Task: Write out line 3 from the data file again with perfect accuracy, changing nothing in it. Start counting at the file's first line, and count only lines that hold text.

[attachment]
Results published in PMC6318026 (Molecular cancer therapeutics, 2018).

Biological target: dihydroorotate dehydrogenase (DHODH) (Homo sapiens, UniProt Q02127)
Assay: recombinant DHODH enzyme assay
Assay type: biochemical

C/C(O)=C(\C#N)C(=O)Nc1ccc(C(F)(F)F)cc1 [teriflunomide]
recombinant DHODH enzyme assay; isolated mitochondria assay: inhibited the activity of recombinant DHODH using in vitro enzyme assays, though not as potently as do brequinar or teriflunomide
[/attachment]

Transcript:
Assay: recombinant DHODH enzyme assay